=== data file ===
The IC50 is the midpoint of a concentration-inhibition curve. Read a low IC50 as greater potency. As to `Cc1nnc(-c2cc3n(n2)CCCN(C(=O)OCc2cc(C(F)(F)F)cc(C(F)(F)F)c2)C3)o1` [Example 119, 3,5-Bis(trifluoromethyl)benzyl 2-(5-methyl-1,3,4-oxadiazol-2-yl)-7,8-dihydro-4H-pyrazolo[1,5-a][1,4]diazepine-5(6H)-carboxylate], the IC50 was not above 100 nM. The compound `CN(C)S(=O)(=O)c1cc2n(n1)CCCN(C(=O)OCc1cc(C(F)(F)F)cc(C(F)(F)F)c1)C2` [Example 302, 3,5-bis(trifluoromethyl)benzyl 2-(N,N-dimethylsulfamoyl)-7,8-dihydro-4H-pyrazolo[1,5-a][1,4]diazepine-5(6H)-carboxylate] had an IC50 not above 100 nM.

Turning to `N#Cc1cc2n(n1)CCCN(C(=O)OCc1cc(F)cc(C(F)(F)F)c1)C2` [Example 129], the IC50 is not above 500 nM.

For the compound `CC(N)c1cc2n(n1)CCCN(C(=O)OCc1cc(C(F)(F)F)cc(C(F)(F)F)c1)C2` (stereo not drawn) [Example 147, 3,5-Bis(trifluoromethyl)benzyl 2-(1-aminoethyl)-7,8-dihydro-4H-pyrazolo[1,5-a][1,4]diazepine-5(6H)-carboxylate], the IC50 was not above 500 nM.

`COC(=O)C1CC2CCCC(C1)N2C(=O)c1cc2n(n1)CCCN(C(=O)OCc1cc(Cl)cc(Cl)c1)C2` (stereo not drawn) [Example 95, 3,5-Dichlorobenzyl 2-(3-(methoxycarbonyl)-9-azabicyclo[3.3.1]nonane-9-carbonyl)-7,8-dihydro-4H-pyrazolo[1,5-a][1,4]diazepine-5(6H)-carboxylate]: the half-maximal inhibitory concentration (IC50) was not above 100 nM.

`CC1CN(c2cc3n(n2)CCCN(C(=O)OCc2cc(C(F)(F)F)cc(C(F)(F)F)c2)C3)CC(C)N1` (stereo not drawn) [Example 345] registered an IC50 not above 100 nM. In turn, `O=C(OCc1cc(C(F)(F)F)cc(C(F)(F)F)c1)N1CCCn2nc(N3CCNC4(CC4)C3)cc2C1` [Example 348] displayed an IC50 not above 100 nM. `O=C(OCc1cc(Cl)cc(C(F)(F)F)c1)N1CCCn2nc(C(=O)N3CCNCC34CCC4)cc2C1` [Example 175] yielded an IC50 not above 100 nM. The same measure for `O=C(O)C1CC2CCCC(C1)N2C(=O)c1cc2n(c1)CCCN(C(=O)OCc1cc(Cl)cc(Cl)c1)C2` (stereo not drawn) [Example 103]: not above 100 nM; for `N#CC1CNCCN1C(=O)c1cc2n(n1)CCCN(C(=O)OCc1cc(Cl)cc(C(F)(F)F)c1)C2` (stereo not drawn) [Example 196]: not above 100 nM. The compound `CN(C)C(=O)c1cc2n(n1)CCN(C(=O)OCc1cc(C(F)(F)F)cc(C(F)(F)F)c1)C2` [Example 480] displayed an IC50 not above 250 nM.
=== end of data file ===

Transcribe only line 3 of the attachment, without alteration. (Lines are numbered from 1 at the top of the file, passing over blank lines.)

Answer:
For the compound `CC(N)c1cc2n(n1)CCCN(C(=O)OCc1cc(C(F)(F)F)cc(C(F)(F)F)c1)C2` (stereo not drawn) [Example 147, 3,5-Bis(trifluoromethyl)benzyl 2-(1-aminoethyl)-7,8-dihydro-4H-pyrazolo[1,5-a][1,4]diazepine-5(6H)-carboxylate], the IC50 was not above 500 nM.